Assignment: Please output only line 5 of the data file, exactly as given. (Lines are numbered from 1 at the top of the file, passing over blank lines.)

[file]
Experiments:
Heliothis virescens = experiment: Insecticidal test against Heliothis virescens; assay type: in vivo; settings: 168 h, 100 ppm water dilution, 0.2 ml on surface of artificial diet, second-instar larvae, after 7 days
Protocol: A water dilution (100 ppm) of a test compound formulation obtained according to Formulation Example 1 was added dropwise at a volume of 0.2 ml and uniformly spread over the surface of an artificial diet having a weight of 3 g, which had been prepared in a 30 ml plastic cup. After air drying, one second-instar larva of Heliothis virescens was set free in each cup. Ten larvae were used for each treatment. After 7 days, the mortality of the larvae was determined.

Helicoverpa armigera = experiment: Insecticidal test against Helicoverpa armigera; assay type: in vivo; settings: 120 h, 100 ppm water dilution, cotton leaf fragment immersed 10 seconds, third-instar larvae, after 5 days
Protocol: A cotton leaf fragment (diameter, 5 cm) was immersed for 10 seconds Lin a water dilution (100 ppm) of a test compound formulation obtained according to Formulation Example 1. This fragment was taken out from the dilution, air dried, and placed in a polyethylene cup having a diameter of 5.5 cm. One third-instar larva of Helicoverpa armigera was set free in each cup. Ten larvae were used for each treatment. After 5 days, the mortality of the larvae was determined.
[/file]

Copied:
Protocol: A cotton leaf fragment (diameter, 5 cm) was immersed for 10 seconds Lin a water dilution (100 ppm) of a test compound formulation obtained according to Formulation Example 1. This fragment was taken out from the dilution, air dried, and placed in a polyethylene cup having a diameter of 5.5 cm. One third-instar larva of Helicoverpa armigera was set free in each cup. Ten larvae were used for each treatment. After 5 days, the mortality of the larvae was determined.